How do you spell that?

November 20th, 2008
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Back to the plight of the difficultly named. You may recall the Globe article discussed here a while back. It was under the sub-heading “diversity” in the Careers section.

Part of the “awkward”, or difficult experience people have with their names is the apparent or perceived coercion to Anglicize their names. Again, this happens. I had a Greek kid in my grade one class (that would be in 1966). His first name had about six syllables, so on the first day our teacher said “Mind if we just call you ‘Van’”? Of course he said yes. A friend once asked me, only half jokingly, why I didn’t just change my last name to “White”.

Neither of these examples meets the sensitivity threshold Ms Bascaramurty of the Globe suggests. On the other hand, they don’t quite match the social compulsion seen elsewhere – like the Magyarization in Hungary or Armenians in Turkey changing surnames to save their skins.

Family names are one thing. You’re essentially stuck with them. Given names are, well, given. Bascaramurty’s protagonist, Ms Friesen-Kobayashi is put out that people have difficulty with her first name, “Misa”. OK, maybe people should be a little more perceptive but, again, what can one reasonably expect with the proliferation of unusual names and apparently deliberately confusing spelling?

Let’s start with “odd” names. Clearly oddness is in the ear of the beholder. When we had our first child my mother expressed the hope that we wouldn’t choose a “modern” name like Meagan, perhaps not realizing that Meagan was in fact a traditional (if Celtic) name. The weird-name trend in North America likely dates back to the Sixties, with Flower Children giving their kids all sorts of New Age monikers. One thinks immediately of Moon Unit Zappa or River Phoenix.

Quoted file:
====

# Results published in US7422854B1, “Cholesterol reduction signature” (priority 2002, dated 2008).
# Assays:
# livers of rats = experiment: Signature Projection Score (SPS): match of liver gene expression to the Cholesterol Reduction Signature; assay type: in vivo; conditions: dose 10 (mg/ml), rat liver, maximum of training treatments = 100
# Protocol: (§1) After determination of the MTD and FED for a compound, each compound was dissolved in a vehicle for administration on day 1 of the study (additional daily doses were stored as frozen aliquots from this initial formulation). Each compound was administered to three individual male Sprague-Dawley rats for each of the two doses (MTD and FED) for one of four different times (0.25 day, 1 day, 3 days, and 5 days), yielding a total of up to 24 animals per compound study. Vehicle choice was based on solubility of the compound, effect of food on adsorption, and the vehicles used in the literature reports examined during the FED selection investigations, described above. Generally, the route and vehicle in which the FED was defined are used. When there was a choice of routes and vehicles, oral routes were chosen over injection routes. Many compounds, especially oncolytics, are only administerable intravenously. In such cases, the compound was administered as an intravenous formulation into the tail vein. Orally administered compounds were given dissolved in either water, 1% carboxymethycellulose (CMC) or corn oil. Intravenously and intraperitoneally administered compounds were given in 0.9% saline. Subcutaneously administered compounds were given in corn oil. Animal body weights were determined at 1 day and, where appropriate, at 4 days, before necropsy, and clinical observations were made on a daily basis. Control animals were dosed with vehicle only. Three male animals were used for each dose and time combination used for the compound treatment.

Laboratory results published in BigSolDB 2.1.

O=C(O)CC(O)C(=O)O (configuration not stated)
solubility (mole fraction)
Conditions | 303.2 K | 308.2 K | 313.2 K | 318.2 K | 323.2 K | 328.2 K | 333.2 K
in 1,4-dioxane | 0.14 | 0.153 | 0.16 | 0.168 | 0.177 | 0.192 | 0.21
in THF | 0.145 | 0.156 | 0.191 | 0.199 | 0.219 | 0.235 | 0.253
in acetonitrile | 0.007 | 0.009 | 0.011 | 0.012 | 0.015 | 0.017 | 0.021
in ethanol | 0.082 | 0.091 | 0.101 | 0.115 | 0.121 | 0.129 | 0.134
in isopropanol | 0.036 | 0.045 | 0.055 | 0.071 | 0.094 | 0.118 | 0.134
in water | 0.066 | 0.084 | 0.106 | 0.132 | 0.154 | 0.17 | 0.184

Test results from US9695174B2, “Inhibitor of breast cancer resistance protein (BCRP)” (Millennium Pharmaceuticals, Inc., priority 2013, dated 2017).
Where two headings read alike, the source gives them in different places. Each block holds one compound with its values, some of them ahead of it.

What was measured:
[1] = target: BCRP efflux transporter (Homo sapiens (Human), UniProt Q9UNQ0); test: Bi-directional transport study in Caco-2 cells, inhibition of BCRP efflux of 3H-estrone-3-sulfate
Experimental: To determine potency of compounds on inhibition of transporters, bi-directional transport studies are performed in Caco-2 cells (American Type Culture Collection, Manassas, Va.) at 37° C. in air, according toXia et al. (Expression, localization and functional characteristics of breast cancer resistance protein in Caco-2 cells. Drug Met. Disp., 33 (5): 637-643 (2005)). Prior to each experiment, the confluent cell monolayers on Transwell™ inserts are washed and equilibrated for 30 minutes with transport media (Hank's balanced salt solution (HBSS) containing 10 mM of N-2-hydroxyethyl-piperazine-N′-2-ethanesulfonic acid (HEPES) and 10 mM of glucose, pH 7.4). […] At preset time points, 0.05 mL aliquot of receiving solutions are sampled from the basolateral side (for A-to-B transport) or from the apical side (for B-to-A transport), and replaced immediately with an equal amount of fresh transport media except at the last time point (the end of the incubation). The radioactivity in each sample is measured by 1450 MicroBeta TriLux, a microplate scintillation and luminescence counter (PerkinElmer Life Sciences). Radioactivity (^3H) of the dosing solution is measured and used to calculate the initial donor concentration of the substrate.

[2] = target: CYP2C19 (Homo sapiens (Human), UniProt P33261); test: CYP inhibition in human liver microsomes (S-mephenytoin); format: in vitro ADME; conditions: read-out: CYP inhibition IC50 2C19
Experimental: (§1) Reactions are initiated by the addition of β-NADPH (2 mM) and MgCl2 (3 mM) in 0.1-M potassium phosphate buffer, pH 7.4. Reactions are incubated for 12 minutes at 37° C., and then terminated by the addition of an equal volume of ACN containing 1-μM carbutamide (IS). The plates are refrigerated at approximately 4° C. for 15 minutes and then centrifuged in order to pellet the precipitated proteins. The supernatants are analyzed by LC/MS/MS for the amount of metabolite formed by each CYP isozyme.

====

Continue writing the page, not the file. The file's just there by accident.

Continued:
A friend had the pleasure of camping in Nelson, B.C. and seeing a four year old boy standing on top of a slide. He was urinating down the metal ramp, watching with wonder the descent of the yellow stream. His mother, in a peasant dress and tie-dye blouse, yelled over at him “Now you stop that Charlemagne!” The little boy’s sister was named “Hopi”. I recently read reference to a baby called “Danica”, which I thought that was a type of floor covering.

A weird name may dog a person. One periodically reads stories about how an unusual name forges others’ perceptions of you for life – i.e. a Sigmund isn’t perceived as well as a Steve. Ms Misa may not like it, but some people with “difficult” names actually want to simplify them – my childhood friend “Van” never complained; and some of you may have noticed the number of men, originating from certain parts of the world, who like to be called “Mo”.

Of course some enlightened countries like France and China make it illegal to register children with what the government believes to be an unacceptably weird name. France also famously has a law which forbids one from naming one’s pet pig “Napoleon”. Presumably naming it “Adolf” would be OK.

Then there’s deliberately odd spelling. Back in the day names were generally spelled one way. It was “Laurie”, not “Lori”. The most you might have to ask was “Is that Cathy with a ‘K’”? Spelling your name “Lynda” was considered odd. OK, this was forty years ago. Part of the problem is that English allows for several different spellings of the same sound. (I regret to say that a quick survey of my company directory shows four “Laurie’s”, eleven “Lori’s” and one “Lorie”).

Compared to some real examples today though, the days of “one Laurie” seem even further away. How does it help to spell your name “Camryn” or “Sheryn” given that you’ll have to spell it out for people for the rest of your life? Then there’s the baby in a Winnipeg ad I saw last week named “Cirrus”. Now is that pronounced like the cloud or the Persian king?

Certainly people are entitled to respect when it comes to their names. Conversely, they should be understanding if others don’t clue in right away. That said, I draw the line at deliberately eccentric spellings of common names. Notice there are no Geawns or Djoredjes on this page.

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By John Weissenberger
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